• Users cannot locate documents created within 24 hours and written to the designated SharePoint device
  • Documents in a results list do not include the version of the document for which the user searches
  • Images of purchase orders for a company issued with a unique code cannot be retrieved
  • Queries take more time than a Google query to complete
  • The information about employees with specific expertise is not complete; that is, there will be no data about education or certain projects
  • Collaboration is flakey
  • The system crashes.

I could work through the list, but the point is that SharePoint is big business for those who get a job to maintain it and, in theory, make it work. SharePoint is the fertile field in which third party vendors plant applications to improve on what Microsoft offers. There are integrators who have specialized skills and want SharePoint to remain the money tree plantation the consultants have come to call home.

In short, what can one believe about Microsoft search? Delve into that.

Stephen E Arnold, May 30, 2015


Stephen E Arnold, June 2, 2015

The US Government and Its Colors: Newspaper Gets Excited

May 29, 2015

I am not sure why the Washington Post content is catching my attention. I don’t look for information about the colors which the US government says are acceptable. The Bezos newspaper does find this subject important. Navigate to “The US Government Has 650 Official Colors. Can You Tell Them Apart?” The answer to the question is, “Nah. Don’t care.” I was looking for information about search and content processing yesterday, May 29.

Somehow “search” and “color” aimed me at a color article. The write up includes a link to the panoply of colors. But the keystone of the write up is a test. No, I am not kidding. There are color swatches and click boxes. The idea is to figure out which color denotes a mail box. I know I spot mail boxes by driving into the post office parking lot and looking for the boxes which have a slot for the mail. I am not sure I process the color because I have learned that the post office in Harrod’s Creek has one box with a  slot in front of the house trailer which serves as the official USPS facility. I don’t know the color of the trailer either.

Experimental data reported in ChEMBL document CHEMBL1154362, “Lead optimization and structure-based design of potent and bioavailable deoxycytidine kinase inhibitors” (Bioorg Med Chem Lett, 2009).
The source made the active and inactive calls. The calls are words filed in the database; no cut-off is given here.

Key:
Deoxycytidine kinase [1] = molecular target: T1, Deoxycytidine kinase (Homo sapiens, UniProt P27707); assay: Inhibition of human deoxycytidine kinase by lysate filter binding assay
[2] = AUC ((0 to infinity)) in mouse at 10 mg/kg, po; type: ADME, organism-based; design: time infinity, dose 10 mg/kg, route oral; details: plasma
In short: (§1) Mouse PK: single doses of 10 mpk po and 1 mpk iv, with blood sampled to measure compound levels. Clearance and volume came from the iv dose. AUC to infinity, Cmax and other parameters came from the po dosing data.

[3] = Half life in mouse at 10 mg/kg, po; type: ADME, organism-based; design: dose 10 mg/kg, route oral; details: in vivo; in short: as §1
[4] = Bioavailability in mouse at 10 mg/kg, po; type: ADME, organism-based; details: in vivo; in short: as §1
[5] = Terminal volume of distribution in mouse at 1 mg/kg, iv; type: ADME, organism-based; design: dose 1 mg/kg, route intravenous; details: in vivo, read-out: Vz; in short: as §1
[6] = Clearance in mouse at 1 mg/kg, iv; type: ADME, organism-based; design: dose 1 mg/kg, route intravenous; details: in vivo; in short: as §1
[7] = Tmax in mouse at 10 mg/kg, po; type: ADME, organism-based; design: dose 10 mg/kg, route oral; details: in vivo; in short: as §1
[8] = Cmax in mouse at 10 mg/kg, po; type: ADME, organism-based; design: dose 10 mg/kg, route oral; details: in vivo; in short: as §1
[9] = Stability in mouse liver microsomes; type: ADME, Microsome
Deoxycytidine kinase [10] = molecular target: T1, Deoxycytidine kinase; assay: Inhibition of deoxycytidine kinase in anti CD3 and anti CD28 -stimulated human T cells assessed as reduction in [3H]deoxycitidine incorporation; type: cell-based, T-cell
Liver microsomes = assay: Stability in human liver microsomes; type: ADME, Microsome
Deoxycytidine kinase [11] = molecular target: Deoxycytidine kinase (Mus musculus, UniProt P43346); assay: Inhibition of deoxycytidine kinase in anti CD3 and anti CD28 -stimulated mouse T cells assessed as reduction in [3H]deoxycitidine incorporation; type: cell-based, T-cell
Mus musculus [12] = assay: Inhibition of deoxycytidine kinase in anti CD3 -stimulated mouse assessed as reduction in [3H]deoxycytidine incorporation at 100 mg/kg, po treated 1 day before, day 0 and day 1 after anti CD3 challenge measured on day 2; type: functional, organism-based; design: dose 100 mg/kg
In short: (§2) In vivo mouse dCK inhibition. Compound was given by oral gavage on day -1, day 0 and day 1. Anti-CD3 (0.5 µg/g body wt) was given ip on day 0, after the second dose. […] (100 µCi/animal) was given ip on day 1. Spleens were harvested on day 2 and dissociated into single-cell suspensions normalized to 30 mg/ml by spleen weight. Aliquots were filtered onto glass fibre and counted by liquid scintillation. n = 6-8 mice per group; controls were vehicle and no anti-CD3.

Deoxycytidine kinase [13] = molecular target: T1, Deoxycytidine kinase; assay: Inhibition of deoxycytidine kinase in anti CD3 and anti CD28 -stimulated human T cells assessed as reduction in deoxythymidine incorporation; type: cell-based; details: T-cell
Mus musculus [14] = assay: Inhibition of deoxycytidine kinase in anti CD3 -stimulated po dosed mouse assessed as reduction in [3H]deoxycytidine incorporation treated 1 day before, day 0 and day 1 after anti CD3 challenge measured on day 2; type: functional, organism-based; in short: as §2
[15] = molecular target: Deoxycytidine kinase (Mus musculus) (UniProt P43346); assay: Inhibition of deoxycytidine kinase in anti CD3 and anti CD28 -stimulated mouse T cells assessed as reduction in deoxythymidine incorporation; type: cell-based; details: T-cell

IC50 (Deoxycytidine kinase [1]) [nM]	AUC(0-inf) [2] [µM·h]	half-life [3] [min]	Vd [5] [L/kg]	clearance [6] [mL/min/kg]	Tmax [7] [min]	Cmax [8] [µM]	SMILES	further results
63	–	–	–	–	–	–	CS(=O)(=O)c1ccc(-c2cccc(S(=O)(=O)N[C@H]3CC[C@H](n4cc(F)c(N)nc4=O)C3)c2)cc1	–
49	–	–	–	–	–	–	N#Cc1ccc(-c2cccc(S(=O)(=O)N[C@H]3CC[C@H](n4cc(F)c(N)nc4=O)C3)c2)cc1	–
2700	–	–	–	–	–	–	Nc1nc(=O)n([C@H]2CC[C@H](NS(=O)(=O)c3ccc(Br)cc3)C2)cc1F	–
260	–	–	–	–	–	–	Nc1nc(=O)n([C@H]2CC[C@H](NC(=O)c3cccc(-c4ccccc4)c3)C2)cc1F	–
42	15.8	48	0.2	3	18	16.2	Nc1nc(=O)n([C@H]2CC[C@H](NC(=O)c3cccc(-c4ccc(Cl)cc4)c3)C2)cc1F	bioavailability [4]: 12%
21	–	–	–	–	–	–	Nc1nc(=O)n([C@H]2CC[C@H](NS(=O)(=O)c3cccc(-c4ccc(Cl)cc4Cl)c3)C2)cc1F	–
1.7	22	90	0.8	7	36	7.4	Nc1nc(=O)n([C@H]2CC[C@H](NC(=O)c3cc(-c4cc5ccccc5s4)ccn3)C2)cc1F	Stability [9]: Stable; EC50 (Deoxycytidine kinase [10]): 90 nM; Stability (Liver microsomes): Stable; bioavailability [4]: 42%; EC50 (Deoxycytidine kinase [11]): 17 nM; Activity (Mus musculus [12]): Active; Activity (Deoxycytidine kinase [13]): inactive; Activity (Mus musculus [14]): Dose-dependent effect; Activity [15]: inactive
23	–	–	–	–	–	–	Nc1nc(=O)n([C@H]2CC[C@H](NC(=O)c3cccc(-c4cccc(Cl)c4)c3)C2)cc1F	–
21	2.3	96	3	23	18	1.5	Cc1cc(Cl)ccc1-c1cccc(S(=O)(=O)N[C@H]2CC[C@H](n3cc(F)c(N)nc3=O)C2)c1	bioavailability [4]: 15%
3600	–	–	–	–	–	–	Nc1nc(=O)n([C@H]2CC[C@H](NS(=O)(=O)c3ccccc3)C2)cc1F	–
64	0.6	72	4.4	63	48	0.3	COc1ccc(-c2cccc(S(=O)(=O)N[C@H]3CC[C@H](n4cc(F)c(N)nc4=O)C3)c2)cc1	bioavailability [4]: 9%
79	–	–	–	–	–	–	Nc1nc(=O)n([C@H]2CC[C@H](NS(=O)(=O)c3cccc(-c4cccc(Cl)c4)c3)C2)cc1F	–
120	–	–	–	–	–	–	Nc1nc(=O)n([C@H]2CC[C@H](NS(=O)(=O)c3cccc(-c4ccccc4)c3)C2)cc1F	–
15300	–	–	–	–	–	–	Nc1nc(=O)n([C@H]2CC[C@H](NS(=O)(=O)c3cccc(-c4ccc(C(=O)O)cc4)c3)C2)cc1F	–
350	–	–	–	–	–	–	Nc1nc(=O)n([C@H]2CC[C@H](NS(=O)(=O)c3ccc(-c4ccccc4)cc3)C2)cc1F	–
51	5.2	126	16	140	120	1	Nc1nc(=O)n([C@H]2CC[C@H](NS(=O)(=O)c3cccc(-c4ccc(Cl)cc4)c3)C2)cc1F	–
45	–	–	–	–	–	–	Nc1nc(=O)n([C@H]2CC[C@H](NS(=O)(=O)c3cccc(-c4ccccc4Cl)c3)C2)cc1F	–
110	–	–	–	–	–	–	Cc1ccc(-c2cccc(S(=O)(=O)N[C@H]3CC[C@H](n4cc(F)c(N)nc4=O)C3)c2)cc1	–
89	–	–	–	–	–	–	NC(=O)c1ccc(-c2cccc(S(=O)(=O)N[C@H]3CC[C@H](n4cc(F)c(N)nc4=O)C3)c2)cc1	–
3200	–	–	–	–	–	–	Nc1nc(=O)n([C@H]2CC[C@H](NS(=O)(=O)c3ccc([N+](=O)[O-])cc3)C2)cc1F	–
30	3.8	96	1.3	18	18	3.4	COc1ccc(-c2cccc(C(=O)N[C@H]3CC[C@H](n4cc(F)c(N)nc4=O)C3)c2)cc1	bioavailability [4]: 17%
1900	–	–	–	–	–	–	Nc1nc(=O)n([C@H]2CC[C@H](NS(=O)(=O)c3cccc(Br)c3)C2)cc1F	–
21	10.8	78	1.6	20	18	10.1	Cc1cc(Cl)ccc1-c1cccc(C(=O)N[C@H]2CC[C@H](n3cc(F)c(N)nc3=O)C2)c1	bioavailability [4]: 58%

Here’s what the test looks like:


So what?

Question 5 asks, “Which of these is described as Public Building Standard?” The answer is green.


My recollection of my government work is different. The White House is sort of creamy white.

The GSA building is stone tan and gray.

Justice is sort of light gray.

The CIA has no color which I can recall because I have no memory of the facility.


How many green government buildings do you recall? Even Ft. Knox paints it buildings a sort of yellow white.

The point is that there are some stories which warrant coverage; for example, the valuation of Temis, which was acquired by an Italian outfit at a price which is stunningly low. How about tackling the China-Indonesia matter? What about the US budget?

But color? The only thing the story did not include was a link to Amazon so I could buy some paint to daub on my print out of this story. As the story itself points out:

Right. That dull beige is 34554, the color of mediocrity.

There you go. Journalism and reportage uses the word “mediocrity.”

Stephen E Arnold, May 29, 2015

Amazon and Elasticsearch

May 29, 2015

If you are curious about the utility of Elastic’s technology, you will find “Indexing Common Crawl Metadata on Amazon EMR Using Cascading and Elasticsearch” a useful article to review. The main idea is that Amazon made Elasticsearch do some circus tricks. The write up explains the approach, provides code snippets, and includes a couple of nifty graphics which help those zany Zonies figure out the implications of the data crunched. the main idea is that Elasticsearch did something use with content in everyone’s favorite magic wand Hadoop. Why didn’t Amazon use LucidWorks (Really?)? Hmm. Good question.

Stephen E Arnold, May 29, 2015

Unstructured Data Challenge: An Infographic Does the Job

May 29, 2015

Search and content processing vendors talk about their systems’ handling structured and unstructured data. One outfit thinks that the challenge is unstructured information. After decades of floudering, the search sector lacks a solution that makes accountants and users beam with happiness.

What’s the fix?

According to “Meeting the Challenge of Unsructured Data,” the unstructured data speed bumps can be resolved by realizing there are challenges. The fix begins with realizing that one may not be prepared for them, which is like showing up for Marine boot camp in formal wear.

The inforgraphic does a good job of presenting the issues which most organiations are not willing to shift from the business of making money to the business of dealing with lots of email, PowerPoints, and Web pages.

For example, the infographic asserts:

  • Big data comes from many sources, and Big Data come in many shapes, sizes, and colors
  • Network loads with go up in 24 months
  • 60 percent of organizations are ready for “the surge in network traffic.”

Okay, let’s step back.

At this time, most sentient managers know that there is a great deal of unstructured information in their organization. Most managers are not able to find information in a way that makes them emulate a happy face. Accountants wrinkle their baby smooth foreheads when tallying up the costs for digital information storage, findability, maintenance, and unbudgeted expenses to get the existing systems to do their often weak kneed thing.